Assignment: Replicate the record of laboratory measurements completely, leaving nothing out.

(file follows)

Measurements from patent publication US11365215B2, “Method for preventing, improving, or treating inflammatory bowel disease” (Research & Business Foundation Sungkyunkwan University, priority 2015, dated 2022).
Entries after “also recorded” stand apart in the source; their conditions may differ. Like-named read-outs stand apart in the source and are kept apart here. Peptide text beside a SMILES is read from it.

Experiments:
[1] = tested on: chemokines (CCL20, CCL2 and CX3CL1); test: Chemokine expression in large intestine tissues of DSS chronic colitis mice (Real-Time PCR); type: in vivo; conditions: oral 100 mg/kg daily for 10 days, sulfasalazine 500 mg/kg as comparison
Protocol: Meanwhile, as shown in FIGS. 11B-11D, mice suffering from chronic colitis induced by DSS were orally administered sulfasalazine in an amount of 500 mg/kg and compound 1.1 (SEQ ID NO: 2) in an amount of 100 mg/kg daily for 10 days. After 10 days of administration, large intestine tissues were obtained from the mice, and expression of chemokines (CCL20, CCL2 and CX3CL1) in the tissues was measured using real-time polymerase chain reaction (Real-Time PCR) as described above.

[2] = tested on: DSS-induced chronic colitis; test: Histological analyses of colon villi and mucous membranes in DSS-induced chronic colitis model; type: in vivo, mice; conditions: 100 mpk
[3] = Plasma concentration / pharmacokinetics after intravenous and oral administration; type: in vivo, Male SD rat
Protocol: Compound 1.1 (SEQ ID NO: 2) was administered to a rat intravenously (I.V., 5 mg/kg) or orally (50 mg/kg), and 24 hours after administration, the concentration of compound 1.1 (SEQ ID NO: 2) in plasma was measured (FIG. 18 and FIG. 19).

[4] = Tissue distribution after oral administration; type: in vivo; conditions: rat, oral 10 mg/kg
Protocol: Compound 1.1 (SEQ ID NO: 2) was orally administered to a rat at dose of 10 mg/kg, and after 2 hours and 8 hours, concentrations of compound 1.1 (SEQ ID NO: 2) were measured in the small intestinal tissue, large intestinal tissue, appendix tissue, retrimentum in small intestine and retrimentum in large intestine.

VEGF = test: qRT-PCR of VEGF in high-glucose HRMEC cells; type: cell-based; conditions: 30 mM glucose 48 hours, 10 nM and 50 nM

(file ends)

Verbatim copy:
Measurements from patent publication US11365215B2, “Method for preventing, improving, or treating inflammatory bowel disease” (Research & Business Foundation Sungkyunkwan University, priority 2015, dated 2022).
Entries after “also recorded” stand apart in the source; their conditions may differ. Like-named read-outs stand apart in the source and are kept apart here. Peptide text beside a SMILES is read from it.

Experiments:
[1] = tested on: chemokines (CCL20, CCL2 and CX3CL1); test: Chemokine expression in large intestine tissues of DSS chronic colitis mice (Real-Time PCR); type: in vivo; conditions: oral 100 mg/kg daily for 10 days, sulfasalazine 500 mg/kg as comparison
Protocol: Meanwhile, as shown in FIGS. 11B-11D, mice suffering from chronic colitis induced by DSS were orally administered sulfasalazine in an amount of 500 mg/kg and compound 1.1 (SEQ ID NO: 2) in an amount of 100 mg/kg daily for 10 days. After 10 days of administration, large intestine tissues were obtained from the mice, and expression of chemokines (CCL20, CCL2 and CX3CL1) in the tissues was measured using real-time polymerase chain reaction (Real-Time PCR) as described above.

[2] = tested on: DSS-induced chronic colitis; test: Histological analyses of colon villi and mucous membranes in DSS-induced chronic colitis model; type: in vivo, mice; conditions: 100 mpk
[3] = Plasma concentration / pharmacokinetics after intravenous and oral administration; type: in vivo, Male SD rat
Protocol: Compound 1.1 (SEQ ID NO: 2) was administered to a rat intravenously (I.V., 5 mg/kg) or orally (50 mg/kg), and 24 hours after administration, the concentration of compound 1.1 (SEQ ID NO: 2) in plasma was measured (FIG. 18 and FIG. 19).

[4] = Tissue distribution after oral administration; type: in vivo; conditions: rat, oral 10 mg/kg
Protocol: Compound 1.1 (SEQ ID NO: 2) was orally administered to a rat at dose of 10 mg/kg, and after 2 hours and 8 hours, concentrations of compound 1.1 (SEQ ID NO: 2) were measured in the small intestinal tissue, large intestinal tissue, appendix tissue, retrimentum in small intestine and retrimentum in large intestine.

VEGF = test: qRT-PCR of VEGF in high-glucose HRMEC cells; type: cell-based; conditions: 30 mM glucose 48 hours, 10 nM and 50 nM